A British soldier has been killed by an elephant during a counter-poaching operation in Malawi.
Mathew Talbot, 22, of the 1st Battalion Coldstream Guards, was on patrol in Liwonde National Park on 5 May when he was charged by the animal.
His commanding officer, Lt Col Ed Launders, described Guardsman Talbot as "determined and big-hearted".
Defence Secretary Penny Mordaunt said he served with "great courage and professionalism".
"This tragic incident is a reminder of the danger our military faces as they protect some of the world's most endangered species from those who seek to profit from the criminal slaughter of wildlife," she said.
Kensington Palace said the Duke of Cambridge was writing to Gdsm Talbot's family to offer his condolences.
Gdsm Talbot, who was from the West Midlands, was serving in his first operational deployment, the Ministry of Defence said.
The patrol of armed British army soldiers and African Park Rangers was walking through tall grass - up to 2.1m high - when they disturbed an unseen herd of elephants.
One of them charged at Gdsm Talbot. He died soon after from his injuries. No-one else on the patrol was hurt.
He leaves behind his father Steven, his mother Michelle, his sisters Aimee and Isabel, and his girlfriend, Olivia.
In a statement, the MoD said Gdsm Talbot "was not unfamiliar" with Africa and had volunteered to support counter-poaching in Malawi.
"With his keen interest in military history he was proud to have joined a regiment with such a rich and long lineage," it added.
Operation Corded, the name given to the Army's counter-poaching deployment in Malawi, assists in the training of rangers in a bid to help them crack down on the illegal wildlife trade.
Park rangers are taught skills such as tracking, partnered patrolling, communications, surveillance, and intelligence-sharing - with the first deployment taking place in August 2017.
The former defence secretary, Gavin Williamson, announced the expansion of the UK's counter-poaching training at two parks in Malawi - doubling the number of rangers mentored by soldiers to 120 - in 2018.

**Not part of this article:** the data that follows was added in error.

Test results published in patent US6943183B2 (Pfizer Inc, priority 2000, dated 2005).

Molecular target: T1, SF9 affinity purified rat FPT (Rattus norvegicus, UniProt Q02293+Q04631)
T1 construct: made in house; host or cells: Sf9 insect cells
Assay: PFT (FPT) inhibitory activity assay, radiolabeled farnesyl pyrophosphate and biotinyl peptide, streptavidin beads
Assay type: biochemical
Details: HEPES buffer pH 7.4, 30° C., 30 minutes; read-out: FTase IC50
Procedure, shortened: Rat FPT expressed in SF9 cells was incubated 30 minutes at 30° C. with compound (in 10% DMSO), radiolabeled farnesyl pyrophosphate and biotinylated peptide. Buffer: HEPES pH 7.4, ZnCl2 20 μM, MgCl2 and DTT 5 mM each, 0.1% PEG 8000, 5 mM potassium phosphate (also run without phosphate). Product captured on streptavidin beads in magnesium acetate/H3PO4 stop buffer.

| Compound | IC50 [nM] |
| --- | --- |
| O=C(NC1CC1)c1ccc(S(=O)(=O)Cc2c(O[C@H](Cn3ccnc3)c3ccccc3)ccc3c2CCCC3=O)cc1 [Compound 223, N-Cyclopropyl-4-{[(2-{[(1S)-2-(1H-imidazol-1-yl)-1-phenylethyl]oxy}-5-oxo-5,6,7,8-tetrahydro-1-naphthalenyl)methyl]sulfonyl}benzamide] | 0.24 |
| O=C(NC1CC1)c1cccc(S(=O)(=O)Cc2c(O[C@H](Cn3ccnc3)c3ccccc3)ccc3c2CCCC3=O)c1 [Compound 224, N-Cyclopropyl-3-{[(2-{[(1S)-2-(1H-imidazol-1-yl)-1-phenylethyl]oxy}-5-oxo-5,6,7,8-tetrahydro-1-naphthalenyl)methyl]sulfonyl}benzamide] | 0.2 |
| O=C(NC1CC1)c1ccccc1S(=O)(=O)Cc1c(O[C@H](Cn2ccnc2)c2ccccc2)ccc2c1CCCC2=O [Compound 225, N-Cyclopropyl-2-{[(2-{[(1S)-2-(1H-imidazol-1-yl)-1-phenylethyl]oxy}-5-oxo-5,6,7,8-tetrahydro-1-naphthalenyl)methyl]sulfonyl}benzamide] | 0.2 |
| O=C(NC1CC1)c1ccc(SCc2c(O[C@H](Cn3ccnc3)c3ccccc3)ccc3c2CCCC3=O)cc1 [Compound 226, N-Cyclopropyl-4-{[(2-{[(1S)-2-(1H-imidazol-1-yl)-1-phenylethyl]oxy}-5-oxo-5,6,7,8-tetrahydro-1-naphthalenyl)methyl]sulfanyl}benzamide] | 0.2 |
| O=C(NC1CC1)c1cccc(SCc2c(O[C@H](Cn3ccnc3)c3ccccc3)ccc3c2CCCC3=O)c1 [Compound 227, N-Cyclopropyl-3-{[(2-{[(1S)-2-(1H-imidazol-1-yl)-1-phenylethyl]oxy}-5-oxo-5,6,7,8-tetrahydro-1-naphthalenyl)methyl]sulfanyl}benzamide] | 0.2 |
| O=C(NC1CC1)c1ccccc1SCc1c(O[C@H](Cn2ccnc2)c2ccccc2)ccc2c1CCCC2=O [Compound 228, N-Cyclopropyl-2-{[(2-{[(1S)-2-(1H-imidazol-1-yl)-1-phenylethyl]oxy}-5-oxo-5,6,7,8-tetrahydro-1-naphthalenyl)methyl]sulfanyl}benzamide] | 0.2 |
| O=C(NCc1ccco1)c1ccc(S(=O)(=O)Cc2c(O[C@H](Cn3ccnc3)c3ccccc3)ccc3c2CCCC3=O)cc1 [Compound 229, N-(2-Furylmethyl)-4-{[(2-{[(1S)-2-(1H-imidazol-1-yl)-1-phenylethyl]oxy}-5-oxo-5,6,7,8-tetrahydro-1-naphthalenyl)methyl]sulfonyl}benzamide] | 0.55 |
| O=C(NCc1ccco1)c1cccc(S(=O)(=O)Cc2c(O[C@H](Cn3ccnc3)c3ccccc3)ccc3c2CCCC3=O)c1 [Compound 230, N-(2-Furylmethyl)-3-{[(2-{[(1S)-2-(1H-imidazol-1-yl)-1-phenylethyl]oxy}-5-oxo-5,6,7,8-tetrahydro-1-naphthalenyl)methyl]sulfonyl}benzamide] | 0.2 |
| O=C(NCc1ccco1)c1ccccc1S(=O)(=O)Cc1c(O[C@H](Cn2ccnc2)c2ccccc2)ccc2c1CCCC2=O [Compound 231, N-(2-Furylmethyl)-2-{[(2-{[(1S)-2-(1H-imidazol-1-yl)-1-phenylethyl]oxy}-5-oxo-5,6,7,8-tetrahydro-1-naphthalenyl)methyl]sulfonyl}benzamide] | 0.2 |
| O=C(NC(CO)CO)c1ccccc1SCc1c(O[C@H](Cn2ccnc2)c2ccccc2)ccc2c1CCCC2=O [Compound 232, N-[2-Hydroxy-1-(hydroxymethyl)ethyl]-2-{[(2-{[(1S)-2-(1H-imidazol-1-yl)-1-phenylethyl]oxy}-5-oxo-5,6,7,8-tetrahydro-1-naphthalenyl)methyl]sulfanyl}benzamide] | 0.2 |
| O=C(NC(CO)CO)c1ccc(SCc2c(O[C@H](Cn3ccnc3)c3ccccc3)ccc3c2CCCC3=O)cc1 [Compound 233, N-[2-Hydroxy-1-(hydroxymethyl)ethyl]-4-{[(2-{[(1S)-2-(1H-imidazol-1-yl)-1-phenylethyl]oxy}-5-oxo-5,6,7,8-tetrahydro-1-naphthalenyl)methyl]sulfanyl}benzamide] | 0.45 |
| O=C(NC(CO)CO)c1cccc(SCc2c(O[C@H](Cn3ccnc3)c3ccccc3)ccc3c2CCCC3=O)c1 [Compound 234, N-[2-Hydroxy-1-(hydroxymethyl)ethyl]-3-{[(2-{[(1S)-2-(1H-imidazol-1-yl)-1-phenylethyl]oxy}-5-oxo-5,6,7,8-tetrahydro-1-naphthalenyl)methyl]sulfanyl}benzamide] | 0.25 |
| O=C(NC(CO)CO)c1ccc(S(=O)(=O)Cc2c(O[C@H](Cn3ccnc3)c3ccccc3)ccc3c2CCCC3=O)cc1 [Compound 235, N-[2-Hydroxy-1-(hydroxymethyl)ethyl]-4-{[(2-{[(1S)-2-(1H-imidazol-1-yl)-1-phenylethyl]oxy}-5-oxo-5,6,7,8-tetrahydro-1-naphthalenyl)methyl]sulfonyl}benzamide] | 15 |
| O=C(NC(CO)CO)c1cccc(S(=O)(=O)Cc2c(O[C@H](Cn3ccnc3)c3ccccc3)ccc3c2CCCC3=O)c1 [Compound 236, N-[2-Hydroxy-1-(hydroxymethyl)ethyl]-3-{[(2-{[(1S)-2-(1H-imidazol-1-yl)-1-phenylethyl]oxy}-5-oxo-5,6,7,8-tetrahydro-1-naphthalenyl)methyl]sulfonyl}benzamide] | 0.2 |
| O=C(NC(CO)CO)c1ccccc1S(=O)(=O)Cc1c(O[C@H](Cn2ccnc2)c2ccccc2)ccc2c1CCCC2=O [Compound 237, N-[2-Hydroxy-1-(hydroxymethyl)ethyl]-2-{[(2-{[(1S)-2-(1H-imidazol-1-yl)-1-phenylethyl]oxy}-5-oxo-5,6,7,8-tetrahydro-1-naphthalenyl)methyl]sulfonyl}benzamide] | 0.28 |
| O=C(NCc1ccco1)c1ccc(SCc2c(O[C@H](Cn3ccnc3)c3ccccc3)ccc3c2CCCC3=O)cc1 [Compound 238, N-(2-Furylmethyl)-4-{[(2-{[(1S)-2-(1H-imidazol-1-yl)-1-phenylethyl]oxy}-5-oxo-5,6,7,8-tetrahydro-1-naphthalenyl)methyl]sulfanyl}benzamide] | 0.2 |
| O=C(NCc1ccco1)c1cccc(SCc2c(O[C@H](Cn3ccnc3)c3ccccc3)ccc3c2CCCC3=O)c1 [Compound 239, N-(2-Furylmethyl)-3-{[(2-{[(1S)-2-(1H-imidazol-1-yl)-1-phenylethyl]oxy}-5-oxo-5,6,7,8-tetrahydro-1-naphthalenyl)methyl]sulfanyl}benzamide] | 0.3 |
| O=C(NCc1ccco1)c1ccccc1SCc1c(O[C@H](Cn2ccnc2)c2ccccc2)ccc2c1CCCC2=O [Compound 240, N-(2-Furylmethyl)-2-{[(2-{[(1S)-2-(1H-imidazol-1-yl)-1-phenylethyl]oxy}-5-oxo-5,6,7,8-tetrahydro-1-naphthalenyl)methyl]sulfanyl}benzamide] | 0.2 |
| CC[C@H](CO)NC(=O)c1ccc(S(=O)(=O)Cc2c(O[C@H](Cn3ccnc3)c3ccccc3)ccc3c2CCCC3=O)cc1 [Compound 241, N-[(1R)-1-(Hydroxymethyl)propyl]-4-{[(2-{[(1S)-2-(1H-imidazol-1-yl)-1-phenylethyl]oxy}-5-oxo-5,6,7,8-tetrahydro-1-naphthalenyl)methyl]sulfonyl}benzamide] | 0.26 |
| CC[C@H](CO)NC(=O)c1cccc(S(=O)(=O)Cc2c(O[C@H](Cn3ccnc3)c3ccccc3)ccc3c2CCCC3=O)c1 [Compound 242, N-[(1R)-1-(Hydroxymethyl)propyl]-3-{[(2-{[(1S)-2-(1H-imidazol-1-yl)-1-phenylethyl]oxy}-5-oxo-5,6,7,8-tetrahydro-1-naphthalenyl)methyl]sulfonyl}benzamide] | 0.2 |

Gdsm Talbot's company commander, Maj Richard Wright, said that while he had only known the soldier for a short time, "he never failed to make me smile".
Lt Col Launders added: "Mathew was loved by his brothers in arms in the Coldstream Guards. We will sorely miss his humour, selflessness and unbeatable spirit."
Shadow defence secretary Nia Griffith described the death as "tragic news".
She added: "It underlines the dedication and selflessness of our armed forces personnel serving across the world.
"My thoughts are with his family at this difficult time."
Battle against illegal ivory trade
Elephant poaching is a huge problem across Africa, writes BBC Africa correspondent Alistair Leithead. Some estimates say 30,000 are killed every year - and there are probably only around 450,000 left.
In many places it has become literally a war against poachers - that's why rangers are trained by British troops.
But there are different views over how to stop the illegal ivory trade.
International campaigns - backed by countries like Kenya - want a complete end to all ivory trade to prevent criminals exploiting permit loopholes.
But some southern African countries which account for the majority of Africa's elephants believe limited and well-regulated trade in ivory can raise money to pay for conservation.
Botswana, which has been hosting an elephant summit over the past few days, has perhaps 130,000 of the animals - more than anywhere else - and has problems with human and elephant conflict.
The peculiar gift of elephant-foot stools to visiting leaders was a strong message in support of trade.
Under the management of a new president, it looks likely to re-introduce hunting -which is popular with rural voters - in an election year.